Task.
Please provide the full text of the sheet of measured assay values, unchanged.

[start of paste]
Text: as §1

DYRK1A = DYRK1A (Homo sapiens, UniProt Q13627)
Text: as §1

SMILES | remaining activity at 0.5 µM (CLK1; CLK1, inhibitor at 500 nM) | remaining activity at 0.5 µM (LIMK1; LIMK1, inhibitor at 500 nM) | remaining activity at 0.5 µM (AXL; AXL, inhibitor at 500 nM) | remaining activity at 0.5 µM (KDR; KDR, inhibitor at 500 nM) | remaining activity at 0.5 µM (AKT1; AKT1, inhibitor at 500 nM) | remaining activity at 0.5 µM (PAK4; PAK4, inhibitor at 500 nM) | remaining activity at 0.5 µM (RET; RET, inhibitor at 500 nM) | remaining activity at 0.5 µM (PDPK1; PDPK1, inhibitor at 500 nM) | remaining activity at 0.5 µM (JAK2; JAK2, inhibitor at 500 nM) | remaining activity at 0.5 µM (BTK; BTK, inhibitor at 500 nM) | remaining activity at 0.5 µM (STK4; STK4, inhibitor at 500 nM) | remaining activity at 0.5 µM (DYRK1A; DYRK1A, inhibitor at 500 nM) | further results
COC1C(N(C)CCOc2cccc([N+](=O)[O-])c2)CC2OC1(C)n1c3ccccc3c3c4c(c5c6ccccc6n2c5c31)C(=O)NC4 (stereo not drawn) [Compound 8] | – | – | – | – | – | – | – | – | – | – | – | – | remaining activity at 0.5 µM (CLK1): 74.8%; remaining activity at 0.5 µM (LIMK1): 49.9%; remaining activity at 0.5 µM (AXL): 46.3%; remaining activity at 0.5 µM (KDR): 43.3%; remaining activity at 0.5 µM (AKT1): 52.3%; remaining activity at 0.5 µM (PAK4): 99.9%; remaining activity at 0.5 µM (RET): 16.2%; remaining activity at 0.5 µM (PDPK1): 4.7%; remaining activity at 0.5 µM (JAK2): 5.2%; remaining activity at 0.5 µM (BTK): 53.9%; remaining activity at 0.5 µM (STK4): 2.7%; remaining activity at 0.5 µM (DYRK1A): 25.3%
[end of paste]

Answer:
Text: as §1

DYRK1A = DYRK1A (Homo sapiens, UniProt Q13627)
Text: as §1

SMILES | remaining activity at 0.5 µM (CLK1; CLK1, inhibitor at 500 nM) | remaining activity at 0.5 µM (LIMK1; LIMK1, inhibitor at 500 nM) | remaining activity at 0.5 µM (AXL; AXL, inhibitor at 500 nM) | remaining activity at 0.5 µM (KDR; KDR, inhibitor at 500 nM) | remaining activity at 0.5 µM (AKT1; AKT1, inhibitor at 500 nM) | remaining activity at 0.5 µM (PAK4; PAK4, inhibitor at 500 nM) | remaining activity at 0.5 µM (RET; RET, inhibitor at 500 nM) | remaining activity at 0.5 µM (PDPK1; PDPK1, inhibitor at 500 nM) | remaining activity at 0.5 µM (JAK2; JAK2, inhibitor at 500 nM) | remaining activity at 0.5 µM (BTK; BTK, inhibitor at 500 nM) | remaining activity at 0.5 µM (STK4; STK4, inhibitor at 500 nM) | remaining activity at 0.5 µM (DYRK1A; DYRK1A, inhibitor at 500 nM) | further results
COC1C(N(C)CCOc2cccc([N+](=O)[O-])c2)CC2OC1(C)n1c3ccccc3c3c4c(c5c6ccccc6n2c5c31)C(=O)NC4 (stereo not drawn) [Compound 8] | – | – | – | – | – | – | – | – | – | – | – | – | remaining activity at 0.5 µM (CLK1): 74.8%; remaining activity at 0.5 µM (LIMK1): 49.9%; remaining activity at 0.5 µM (AXL): 46.3%; remaining activity at 0.5 µM (KDR): 43.3%; remaining activity at 0.5 µM (AKT1): 52.3%; remaining activity at 0.5 µM (PAK4): 99.9%; remaining activity at 0.5 µM (RET): 16.2%; remaining activity at 0.5 µM (PDPK1): 4.7%; remaining activity at 0.5 µM (JAK2): 5.2%; remaining activity at 0.5 µM (BTK): 53.9%; remaining activity at 0.5 µM (STK4): 2.7%; remaining activity at 0.5 µM (DYRK1A): 25.3%